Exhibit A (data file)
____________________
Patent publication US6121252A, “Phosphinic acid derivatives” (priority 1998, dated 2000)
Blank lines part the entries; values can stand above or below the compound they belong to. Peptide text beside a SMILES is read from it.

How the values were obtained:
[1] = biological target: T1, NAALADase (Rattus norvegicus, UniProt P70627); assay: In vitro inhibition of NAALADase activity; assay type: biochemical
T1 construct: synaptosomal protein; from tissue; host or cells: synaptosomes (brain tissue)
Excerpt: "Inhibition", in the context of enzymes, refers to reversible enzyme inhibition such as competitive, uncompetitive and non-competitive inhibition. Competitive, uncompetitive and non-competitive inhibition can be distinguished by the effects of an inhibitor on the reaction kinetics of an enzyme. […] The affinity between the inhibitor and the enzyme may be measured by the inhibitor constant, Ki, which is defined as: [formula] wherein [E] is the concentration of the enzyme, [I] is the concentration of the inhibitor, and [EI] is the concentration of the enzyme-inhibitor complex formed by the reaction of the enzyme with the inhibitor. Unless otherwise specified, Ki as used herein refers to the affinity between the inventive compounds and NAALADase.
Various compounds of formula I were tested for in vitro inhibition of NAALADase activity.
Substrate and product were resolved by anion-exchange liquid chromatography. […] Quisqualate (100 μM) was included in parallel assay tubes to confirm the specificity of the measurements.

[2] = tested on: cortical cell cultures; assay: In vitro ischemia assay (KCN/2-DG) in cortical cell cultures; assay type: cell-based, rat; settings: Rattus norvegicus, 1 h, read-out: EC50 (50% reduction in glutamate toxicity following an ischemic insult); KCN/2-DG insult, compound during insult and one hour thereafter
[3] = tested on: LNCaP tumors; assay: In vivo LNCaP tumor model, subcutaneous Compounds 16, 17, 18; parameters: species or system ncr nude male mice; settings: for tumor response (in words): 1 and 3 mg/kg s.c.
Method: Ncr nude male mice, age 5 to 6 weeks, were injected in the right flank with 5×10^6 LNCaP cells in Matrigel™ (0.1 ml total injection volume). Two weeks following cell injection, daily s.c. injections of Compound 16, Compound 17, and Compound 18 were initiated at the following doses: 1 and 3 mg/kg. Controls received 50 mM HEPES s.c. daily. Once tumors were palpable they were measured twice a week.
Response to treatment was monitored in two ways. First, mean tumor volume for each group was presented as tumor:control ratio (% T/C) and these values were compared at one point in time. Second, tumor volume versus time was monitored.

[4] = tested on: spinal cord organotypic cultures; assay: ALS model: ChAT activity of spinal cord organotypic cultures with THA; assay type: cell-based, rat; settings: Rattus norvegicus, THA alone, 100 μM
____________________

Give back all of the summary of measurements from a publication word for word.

Patent publication US6121252A, “Phosphinic acid derivatives” (priority 1998, dated 2000)
Blank lines part the entries; values can stand above or below the compound they belong to. Peptide text beside a SMILES is read from it.

How the values were obtained:
[1] = biological target: T1, NAALADase (Rattus norvegicus, UniProt P70627); assay: In vitro inhibition of NAALADase activity; assay type: biochemical
T1 construct: synaptosomal protein; from tissue; host or cells: synaptosomes (brain tissue)
Excerpt: "Inhibition", in the context of enzymes, refers to reversible enzyme inhibition such as competitive, uncompetitive and non-competitive inhibition. Competitive, uncompetitive and non-competitive inhibition can be distinguished by the effects of an inhibitor on the reaction kinetics of an enzyme. […] The affinity between the inhibitor and the enzyme may be measured by the inhibitor constant, Ki, which is defined as: [formula] wherein [E] is the concentration of the enzyme, [I] is the concentration of the inhibitor, and [EI] is the concentration of the enzyme-inhibitor complex formed by the reaction of the enzyme with the inhibitor. Unless otherwise specified, Ki as used herein refers to the affinity between the inventive compounds and NAALADase.
Various compounds of formula I were tested for in vitro inhibition of NAALADase activity.
Substrate and product were resolved by anion-exchange liquid chromatography. […] Quisqualate (100 μM) was included in parallel assay tubes to confirm the specificity of the measurements.

[2] = tested on: cortical cell cultures; assay: In vitro ischemia assay (KCN/2-DG) in cortical cell cultures; assay type: cell-based, rat; settings: Rattus norvegicus, 1 h, read-out: EC50 (50% reduction in glutamate toxicity following an ischemic insult); KCN/2-DG insult, compound during insult and one hour thereafter
[3] = tested on: LNCaP tumors; assay: In vivo LNCaP tumor model, subcutaneous Compounds 16, 17, 18; parameters: species or system ncr nude male mice; settings: for tumor response (in words): 1 and 3 mg/kg s.c.
Method: Ncr nude male mice, age 5 to 6 weeks, were injected in the right flank with 5×10^6 LNCaP cells in Matrigel™ (0.1 ml total injection volume). Two weeks following cell injection, daily s.c. injections of Compound 16, Compound 17, and Compound 18 were initiated at the following doses: 1 and 3 mg/kg. Controls received 50 mM HEPES s.c. daily. Once tumors were palpable they were measured twice a week.
Response to treatment was monitored in two ways. First, mean tumor volume for each group was presented as tumor:control ratio (% T/C) and these values were compared at one point in time. Second, tumor volume versus time was monitored.

[4] = tested on: spinal cord organotypic cultures; assay: ALS model: ChAT activity of spinal cord organotypic cultures with THA; assay type: cell-based, rat; settings: Rattus norvegicus, THA alone, 100 μM